Happiness blooms and happiness withers like the trees in spring and fall. The lone tree in a field blooms just as beautifully as the trees in the forest. The lone tree may bloom happiness in a field surrounded by grass, but the trees in the forest bloom in marvelous different colors, showing how beautiful life can be when many bloom together.
In my previous post, What Is Happiness?, I shared that happiness grows like flowers from the feelings of content symbolizing content as trees. With this in mind, I also shared my belief that when we think positive, positivity will come. In line with the famous law of attraction – when we attract positivity, we welcome it into our lives. Buddhist Thich Nhat Hanh has also expressed Happiness as seeds in his book, Anger, on pg. 106.
Outside of the Law of Attraction and Thich Nhat Hanh, the similes and metaphors of happiness or content or joy with planting and gardening is also mentioned from different faiths and religions of the world. For example,
“Oh, the joys of those who do not follow the advice of the wicked, or stand around with sinners, or join in with mockers. But they delight in the law of the Lord, meditating on it day and night. They are like trees planted along the riverbank, bearing fruit each season. Their leaves never wither, and they prosper in all they do.” Bible, Psalms 1:1-3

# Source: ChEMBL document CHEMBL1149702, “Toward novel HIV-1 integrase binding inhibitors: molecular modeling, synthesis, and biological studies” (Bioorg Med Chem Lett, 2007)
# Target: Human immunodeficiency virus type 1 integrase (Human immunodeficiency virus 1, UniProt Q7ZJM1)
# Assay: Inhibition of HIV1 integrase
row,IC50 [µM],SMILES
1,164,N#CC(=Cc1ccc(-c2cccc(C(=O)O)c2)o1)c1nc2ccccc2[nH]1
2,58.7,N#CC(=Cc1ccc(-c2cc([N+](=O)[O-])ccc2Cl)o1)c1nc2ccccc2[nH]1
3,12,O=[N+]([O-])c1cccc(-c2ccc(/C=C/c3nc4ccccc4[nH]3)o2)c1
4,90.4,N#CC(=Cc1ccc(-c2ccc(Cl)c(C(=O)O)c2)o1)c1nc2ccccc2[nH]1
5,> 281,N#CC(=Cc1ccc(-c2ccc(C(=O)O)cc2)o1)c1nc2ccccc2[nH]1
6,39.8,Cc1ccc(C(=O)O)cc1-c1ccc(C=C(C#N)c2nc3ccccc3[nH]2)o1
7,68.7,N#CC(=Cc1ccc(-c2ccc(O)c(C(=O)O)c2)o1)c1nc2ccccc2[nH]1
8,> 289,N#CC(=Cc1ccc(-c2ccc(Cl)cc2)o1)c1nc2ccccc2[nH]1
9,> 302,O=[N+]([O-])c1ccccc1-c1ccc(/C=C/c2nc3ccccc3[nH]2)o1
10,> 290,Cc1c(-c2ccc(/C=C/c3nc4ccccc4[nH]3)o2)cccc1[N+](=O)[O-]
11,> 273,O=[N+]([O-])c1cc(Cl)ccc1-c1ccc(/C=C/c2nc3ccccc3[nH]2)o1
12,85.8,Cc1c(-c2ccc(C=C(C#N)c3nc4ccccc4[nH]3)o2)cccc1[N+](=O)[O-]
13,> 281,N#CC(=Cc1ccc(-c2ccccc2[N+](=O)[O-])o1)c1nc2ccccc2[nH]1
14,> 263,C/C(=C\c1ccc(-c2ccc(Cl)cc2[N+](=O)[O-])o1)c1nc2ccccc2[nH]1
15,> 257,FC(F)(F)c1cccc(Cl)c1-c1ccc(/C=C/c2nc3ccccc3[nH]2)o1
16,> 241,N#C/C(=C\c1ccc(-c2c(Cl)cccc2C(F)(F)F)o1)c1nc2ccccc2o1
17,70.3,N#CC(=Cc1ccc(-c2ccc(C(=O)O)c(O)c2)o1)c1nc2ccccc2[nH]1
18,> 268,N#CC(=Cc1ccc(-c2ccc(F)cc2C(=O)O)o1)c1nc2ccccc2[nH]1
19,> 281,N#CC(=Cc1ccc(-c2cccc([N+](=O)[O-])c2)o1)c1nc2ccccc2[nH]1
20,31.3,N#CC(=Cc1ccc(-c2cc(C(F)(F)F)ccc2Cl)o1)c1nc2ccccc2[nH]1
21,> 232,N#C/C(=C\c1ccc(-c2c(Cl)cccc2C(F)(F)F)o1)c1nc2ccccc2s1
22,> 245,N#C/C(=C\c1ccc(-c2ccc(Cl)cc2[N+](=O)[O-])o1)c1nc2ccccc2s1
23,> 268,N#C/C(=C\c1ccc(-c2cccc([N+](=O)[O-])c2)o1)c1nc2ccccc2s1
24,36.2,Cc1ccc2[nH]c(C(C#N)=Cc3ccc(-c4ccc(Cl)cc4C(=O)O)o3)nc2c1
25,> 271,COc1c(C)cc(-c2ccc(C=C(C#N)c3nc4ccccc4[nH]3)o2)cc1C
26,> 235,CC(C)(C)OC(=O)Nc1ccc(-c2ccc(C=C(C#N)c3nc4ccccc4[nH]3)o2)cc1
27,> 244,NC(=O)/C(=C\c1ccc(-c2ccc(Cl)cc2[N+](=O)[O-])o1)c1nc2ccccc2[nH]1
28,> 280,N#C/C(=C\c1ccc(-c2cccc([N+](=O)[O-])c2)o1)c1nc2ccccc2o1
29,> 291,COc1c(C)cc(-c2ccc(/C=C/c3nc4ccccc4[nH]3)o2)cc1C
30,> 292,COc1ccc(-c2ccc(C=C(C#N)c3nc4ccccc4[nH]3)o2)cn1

“Those who plant in tears will harvest with shouts of joy.” Bible, Psalms 126:5
“And give good tidings to those who believe and perform righteous deeds that theirs shall be Gardens underneath which rivers run; whenever they are with fruits therefrom, they shall say, ‘This is the provision we received before’; and they were given a likeness of it” Islam Quran 2:25
“When it rains, there is happiness. Water is the key to all life. When it rains, the corn grows, and the sugar cane, and the cotton, which provides clothing for all. When it rains, the cows always have grass to graze upon, and housewives can churn the milk into butter.” Sikhism, Sri Guru Granth Sahib, pg. 150
“Behold, my brothers, the spring has come; the Earth has received the embraces of the sun and we shall soon see the results of that love! Every seed has awakened and so has all animal life. It is through this mysterious power that we too have our being; and we, therefore, yield to our neighbors, even our animal neighbors, the same right as ourselves, to inhabit this land.” Sitting Bull, Lakota